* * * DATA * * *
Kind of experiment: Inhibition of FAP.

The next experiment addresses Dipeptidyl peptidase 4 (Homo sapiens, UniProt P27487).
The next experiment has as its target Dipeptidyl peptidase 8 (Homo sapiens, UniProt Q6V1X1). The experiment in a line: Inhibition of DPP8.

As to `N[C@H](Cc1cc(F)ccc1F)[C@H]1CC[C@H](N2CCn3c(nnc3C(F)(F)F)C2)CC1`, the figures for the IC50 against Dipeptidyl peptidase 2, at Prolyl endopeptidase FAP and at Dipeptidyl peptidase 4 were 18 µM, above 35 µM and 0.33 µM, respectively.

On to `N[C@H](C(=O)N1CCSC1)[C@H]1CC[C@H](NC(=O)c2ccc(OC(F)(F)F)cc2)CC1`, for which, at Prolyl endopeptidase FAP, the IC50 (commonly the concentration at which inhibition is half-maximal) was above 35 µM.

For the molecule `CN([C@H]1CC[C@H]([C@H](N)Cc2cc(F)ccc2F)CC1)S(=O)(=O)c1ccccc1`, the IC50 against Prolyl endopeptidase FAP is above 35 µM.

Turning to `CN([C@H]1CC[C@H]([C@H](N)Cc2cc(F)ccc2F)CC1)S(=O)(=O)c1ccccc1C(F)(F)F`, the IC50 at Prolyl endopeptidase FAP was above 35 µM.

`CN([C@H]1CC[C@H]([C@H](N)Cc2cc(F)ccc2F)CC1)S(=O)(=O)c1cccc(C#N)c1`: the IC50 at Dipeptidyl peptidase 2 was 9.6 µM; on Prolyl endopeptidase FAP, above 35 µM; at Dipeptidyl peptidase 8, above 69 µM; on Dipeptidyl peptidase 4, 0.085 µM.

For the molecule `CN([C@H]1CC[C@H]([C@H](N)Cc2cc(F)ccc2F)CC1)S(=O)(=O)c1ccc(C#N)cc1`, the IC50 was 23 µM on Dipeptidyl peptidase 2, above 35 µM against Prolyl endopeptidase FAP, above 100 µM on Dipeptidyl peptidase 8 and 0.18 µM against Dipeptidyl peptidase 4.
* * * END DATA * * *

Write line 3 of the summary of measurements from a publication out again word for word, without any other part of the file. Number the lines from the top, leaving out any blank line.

The next experiment has as its target Dipeptidyl peptidase 8 (Homo sapiens, UniProt Q6V1X1). The experiment in a line: Inhibition of DPP8.